Yesovitch, whose position is funded by McGill donors Gisèle and Neil Murdoch, BCom’81, was the first to host a Zen in 10 in March. In April and early May, she led additional Facebook Live sessions for Desautels students every Friday. This outreach has prompted a flood of requests for individual consultations, so Yesovitch plans to focus on this aspect of her role over the summer.

Building resilience virtually

The Hub has rolled out a comprehensive suite of online programs, including a COVID-19 emotional support group, a workshop on managing stress in uncertain times and another Facebook Live initiative called Art Hive that offers family-friendly crafting ideas.

“It was exciting to see all these virtual offerings that we wanted to try but hadn’t had the chance yet. I think a lot of us took it as an opportunity to try out new ways of reaching the students. And the reach has been really wonderful,” says Dr. Dana Carsley, BEd’12, MEd’15, PhD’19, who recently joined the Hub team as a wellness enhancement specialist.

In keeping with the Hub’s mandate of establishing a “resilient campus,” the virtual workshops and group activities take a preventative approach to mental health.

“One thing that’s important to recognize is that resilience is something you can build,” explains Carsley, who specializes in resilience-based programming. “I approach it like the fitness model. We have muscles, but we need to work to make them stronger.”

“When you’re in a crisis, you won’t just say, ‘OK, I’m going to take 20 minutes and do mindfulness.’ If you’ve never done it before, it’s going to be really hard. It’s about building skills over time and strengthening that muscle so that when you’re in more challenging circumstances, you’re better prepared to manage it.”

Now over two months into the lockdown, the Hub team is evaluating the effectiveness of its offerings and adding new programs to the roster. It recently launched a weekly session on physical exercise and a mindfulness-based stress management workshop.

Carsley recommends that students try out the different wellness strategies and activities to find the ones that work for them. “Because it isn’t one-size-fits-all,” she says.

Adapting to remote counselling

Frontline services like individual counselling and psychiatry sessions have also moved online. To ensure confidentiality in their meetings with students, the Hub’s professionals are using specialized and secure platforms for virtual therapy.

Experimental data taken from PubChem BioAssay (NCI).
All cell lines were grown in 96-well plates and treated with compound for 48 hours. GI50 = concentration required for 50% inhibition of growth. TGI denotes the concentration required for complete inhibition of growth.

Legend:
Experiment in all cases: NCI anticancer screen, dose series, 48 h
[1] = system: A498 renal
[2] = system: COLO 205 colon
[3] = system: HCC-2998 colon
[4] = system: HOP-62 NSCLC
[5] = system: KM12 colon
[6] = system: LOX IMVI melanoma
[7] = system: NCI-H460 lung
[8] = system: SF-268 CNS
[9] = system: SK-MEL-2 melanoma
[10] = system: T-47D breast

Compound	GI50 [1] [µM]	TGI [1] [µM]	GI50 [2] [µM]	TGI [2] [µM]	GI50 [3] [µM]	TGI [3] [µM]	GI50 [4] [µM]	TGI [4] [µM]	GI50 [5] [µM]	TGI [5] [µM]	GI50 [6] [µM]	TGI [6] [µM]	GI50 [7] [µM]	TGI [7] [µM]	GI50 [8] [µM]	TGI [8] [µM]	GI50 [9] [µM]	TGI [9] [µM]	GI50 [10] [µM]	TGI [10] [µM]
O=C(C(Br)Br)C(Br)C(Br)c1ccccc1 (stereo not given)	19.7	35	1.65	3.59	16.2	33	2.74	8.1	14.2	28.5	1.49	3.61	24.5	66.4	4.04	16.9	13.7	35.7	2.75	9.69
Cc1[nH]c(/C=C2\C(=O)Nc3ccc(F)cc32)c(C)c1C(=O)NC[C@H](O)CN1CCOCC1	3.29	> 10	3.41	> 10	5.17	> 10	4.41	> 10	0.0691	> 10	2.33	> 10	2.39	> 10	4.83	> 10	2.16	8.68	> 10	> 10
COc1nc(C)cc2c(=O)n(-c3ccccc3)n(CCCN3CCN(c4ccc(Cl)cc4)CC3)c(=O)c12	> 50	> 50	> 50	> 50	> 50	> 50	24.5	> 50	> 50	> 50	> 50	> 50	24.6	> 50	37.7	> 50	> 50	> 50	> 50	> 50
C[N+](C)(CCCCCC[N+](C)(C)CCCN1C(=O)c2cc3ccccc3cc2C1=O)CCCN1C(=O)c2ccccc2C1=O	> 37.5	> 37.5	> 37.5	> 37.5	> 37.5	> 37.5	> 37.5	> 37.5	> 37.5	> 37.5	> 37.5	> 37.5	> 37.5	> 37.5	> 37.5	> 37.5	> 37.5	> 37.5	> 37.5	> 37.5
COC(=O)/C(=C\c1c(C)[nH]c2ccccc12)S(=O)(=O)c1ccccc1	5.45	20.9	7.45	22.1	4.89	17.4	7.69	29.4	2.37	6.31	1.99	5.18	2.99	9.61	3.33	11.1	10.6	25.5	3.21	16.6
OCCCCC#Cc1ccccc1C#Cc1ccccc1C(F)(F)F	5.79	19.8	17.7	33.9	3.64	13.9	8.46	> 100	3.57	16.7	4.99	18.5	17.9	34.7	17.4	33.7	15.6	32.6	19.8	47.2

“We had to make sure we were not only doing this fast but that we were doing it right. And we’re happy that we were able to do both,” says Romano, emphasizing that privacy was a major focus of the transition.

For Yesovitch, the shift to remote counselling was easier than expected. “For a long time, I’ve been very resistant to the idea of these kinds of meetings because it’s so important to be in the room. But I’ve realized that it is possible. I can do this.”

The Desautels LWA says the pandemic hasn’t changed much about her sessions with students. “What people kind of forget is – we’re still us. We have this new layer of concern and wonder, but all the things that were ailing us before are still ailing us.”

She believes that McGill students – who regularly deal with the uncertainty of transitioning to adulthood and making difficult career choices – may be well positioned to deal with the chaos of the COVID-19 pandemic.

“I think it’s important to not underestimate ourselves and have faith that we can get through it,” says Yesovitch. “We have living proof that we’ve gotten through other things before, so we can get through this too.”

Looking for advice on how to stay motivated in self-isolation? Award-winning clinical psychologist Nasreen Khatri shared these six tips in a recent webinar on young adult mental health.